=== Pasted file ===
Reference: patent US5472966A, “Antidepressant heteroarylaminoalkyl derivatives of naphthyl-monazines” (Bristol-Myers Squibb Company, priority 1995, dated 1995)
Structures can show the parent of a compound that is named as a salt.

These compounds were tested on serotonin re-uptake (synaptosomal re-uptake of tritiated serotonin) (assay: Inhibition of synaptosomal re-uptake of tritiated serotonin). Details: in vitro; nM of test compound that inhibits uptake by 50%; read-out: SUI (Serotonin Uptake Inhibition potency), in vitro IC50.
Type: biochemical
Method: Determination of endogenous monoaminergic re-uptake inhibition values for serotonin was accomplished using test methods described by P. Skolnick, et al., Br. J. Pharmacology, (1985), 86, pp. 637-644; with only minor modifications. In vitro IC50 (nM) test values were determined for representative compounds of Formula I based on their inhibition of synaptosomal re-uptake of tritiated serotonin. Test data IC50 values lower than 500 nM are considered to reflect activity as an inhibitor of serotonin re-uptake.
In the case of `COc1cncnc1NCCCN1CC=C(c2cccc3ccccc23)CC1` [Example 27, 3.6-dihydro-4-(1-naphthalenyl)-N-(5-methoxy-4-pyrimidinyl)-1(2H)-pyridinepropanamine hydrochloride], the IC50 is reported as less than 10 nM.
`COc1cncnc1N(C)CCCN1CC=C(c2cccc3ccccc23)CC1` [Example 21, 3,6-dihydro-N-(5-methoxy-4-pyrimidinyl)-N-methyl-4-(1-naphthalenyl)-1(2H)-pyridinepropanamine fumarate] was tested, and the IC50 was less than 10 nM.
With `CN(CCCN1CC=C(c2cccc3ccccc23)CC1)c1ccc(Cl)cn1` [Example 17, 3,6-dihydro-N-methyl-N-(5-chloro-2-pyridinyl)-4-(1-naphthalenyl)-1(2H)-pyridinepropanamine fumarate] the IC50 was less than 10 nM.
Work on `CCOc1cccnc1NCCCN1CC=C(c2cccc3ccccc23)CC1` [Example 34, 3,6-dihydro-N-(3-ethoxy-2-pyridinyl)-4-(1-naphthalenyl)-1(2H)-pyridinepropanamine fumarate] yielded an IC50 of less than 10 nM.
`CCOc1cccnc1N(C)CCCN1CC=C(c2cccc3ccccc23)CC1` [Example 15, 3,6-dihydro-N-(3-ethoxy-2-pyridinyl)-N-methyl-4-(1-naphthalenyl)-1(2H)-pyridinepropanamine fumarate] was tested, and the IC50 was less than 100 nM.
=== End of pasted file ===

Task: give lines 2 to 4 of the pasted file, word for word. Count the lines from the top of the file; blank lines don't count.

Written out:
Structures can show the parent of a compound that is named as a salt.

These compounds were tested on serotonin re-uptake (synaptosomal re-uptake of tritiated serotonin) (assay: Inhibition of synaptosomal re-uptake of tritiated serotonin). Details: in vitro; nM of test compound that inhibits uptake by 50%; read-out: SUI (Serotonin Uptake Inhibition potency), in vitro IC50.
Type: biochemical